Home   News   Article

Gas canisters found in Weston Hills prompts new warning about using laughing gas




A new warning about the use of laughing gas has been issued by police after gas canisters were found scattered on land in South Holland.

Scores of gas canisters were strewn across land off Delgate Bank, Weston Hills, just after the Late May Bank Holiday weekend.

The canisters, commonly linked to the use of nitrous oxide, or "hippy crack", were cleared away by South Holland District Council's environmental health team.

Police believe that gas canisters found on land in Weston Hills may have been contained nitrous oxide, or laughing gas.Photo by Coun Anthony Casson. (36239576)
Police believe that gas canisters found on land in Weston Hills may have been contained nitrous oxide, or laughing gas.Photo by Coun Anthony Casson. (36239576)

It is the third time in the past two months that gas canisters have been found dumped on land in South Holland after previous reports from Crowland last month and the Low Fulney area of Spalding in April.

A Lincolnshire Police spokesman said: "South Holland Neighbourhood Policing Team does work closely with South Holland District Council to monitor such incidents and patrol areas where canisters have been found.

"The aim of this is, from an educational point of view, to make people aware of the dangers in using nitrous oxide, a colourless gas often supplied in small, bullet-shaped metal canisters.

"We have found that often people are not aware of the dangers in inhaling this gas, both from attempting to inhale it directly from the canister and from inhaling too much of the gas which can lead to unconsciousness and even suffocation from lack of oxygen.

"Heavy use of nitrous oxide can also lead to anaemia and serious nerve damage, while mixing nitrous oxide with alcohol can be especially dangerous."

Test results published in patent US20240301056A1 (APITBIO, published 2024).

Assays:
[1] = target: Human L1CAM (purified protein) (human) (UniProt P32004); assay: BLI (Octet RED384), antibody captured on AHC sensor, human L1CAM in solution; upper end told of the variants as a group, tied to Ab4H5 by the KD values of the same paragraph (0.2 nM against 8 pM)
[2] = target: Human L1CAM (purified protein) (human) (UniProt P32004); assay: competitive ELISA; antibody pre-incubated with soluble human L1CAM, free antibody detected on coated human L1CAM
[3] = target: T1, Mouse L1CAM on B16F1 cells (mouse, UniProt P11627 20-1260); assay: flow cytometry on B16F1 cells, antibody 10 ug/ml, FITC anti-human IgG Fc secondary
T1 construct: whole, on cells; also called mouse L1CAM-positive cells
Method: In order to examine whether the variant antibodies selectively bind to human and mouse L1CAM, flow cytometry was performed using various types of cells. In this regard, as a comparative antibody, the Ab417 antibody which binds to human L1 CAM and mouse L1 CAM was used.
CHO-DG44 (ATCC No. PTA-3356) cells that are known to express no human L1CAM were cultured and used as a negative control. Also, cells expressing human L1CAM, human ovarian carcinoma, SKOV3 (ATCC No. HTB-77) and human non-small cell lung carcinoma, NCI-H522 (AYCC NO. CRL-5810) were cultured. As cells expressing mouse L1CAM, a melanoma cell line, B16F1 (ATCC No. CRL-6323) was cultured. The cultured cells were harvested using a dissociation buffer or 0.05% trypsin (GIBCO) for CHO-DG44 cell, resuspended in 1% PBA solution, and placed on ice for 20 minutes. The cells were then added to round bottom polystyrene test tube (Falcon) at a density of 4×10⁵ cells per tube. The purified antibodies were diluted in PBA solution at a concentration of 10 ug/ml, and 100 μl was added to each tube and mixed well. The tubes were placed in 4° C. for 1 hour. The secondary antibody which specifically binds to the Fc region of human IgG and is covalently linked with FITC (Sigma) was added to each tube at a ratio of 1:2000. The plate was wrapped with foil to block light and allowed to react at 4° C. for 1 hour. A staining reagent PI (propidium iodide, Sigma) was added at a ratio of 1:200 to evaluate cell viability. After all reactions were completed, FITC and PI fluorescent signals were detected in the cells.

Traditionally used for pain relief during dentistry or childbirth, nitrous oxide is also used by caterers in whipped cream.

The Psychoactive Substances Act 2016 made it illegal to supply, import or export the substance, also known simply as "Nos".

"As of 2016, nitrous oxide is covered by the Psychoactive Substances Act and is illegal to supply because of its psychoactive effect," the police spokesman said.

"Supply would include two friends sharing a canister and passing it to each other."

Simon Gladwin, programme manager for public health at Lincolnshire County Council, said: "We commissioned 'We Are With You' to provide substance misuse services across the county.

"A revised service is in operation due to Covid-19 but new referrals are still welcome.

"If anyone is having difficulties with any drug or alcohol, please call 0800 304 7021 for help and advice."

Coun Anthony Casson, the district council's portfolio holder for public protection, said: "I would like to thank the council for collecting up the gas canisters so quickly."


More by this author


This website and its associated newspaper are members of the Independent Press Standards Organisation (IPSO)



This site uses cookies. By continuing to browse the site you are agreeing to our use of cookies - Learn More